Hey, radio people! Give this column from consultant Sean Ross a good read. And if you're not in radio, give it a look, anyway. It'll give you an idea as to what goes on behind the scenes.
It’s a familiar trope in the broadcast owner’s argument about what constitutes “radio”: Radio is companionship. Radio is produced entertainment. Most of all, pre-programmed radio’s music is curated. If radio is no longer the only place where music is available first, it is still the place where trained professionals sort through the zillions of available offerings to find listeners the best music.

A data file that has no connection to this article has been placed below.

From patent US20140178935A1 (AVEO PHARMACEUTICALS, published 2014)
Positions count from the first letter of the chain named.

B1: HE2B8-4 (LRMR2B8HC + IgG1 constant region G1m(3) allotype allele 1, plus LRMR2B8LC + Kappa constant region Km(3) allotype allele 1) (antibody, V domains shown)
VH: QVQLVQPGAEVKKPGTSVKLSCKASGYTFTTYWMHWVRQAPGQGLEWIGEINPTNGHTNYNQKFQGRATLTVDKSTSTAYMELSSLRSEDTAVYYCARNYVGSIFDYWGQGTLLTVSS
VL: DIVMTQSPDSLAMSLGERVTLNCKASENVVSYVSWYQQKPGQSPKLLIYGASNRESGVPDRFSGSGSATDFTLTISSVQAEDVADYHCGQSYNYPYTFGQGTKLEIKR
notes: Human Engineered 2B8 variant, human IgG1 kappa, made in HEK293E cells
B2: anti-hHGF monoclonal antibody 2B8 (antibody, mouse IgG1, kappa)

Those are all perfectly reasonable points of differentiation. They are, of course, not as easy to find as you’d think. Especially the part about radio as musical curator. It’s no secret that the heroic Music Director of yore has been scarce in recent years. Few programmers have had the time or inclination to go on to that superstar album and find the next single. There's no B-side left to flip over and find Rod Stewart’s “Maggie May” or the Spinners’ “I’ll Be Around” hidden on the flip of some already pretty good singles.
The weekly “Ross On Records” column has been an ongoing litany of songs that hid in plain sight from radio for months. CHR PDs don’t even consider The Band Perry’s “If I Die Young” for nine months, well after their 14-year-old daughters are already aware of it. Foster The People’s “Pumped-Up Kicks” gets eight months at Alternative without a CHR taker. Fun.’s “We Are Young” needs “Glee,” a major TV-spot and iTunes sales before Top 40 recognizes it as a hit—and why, for that matter, has no CHR found a second song to play from that band?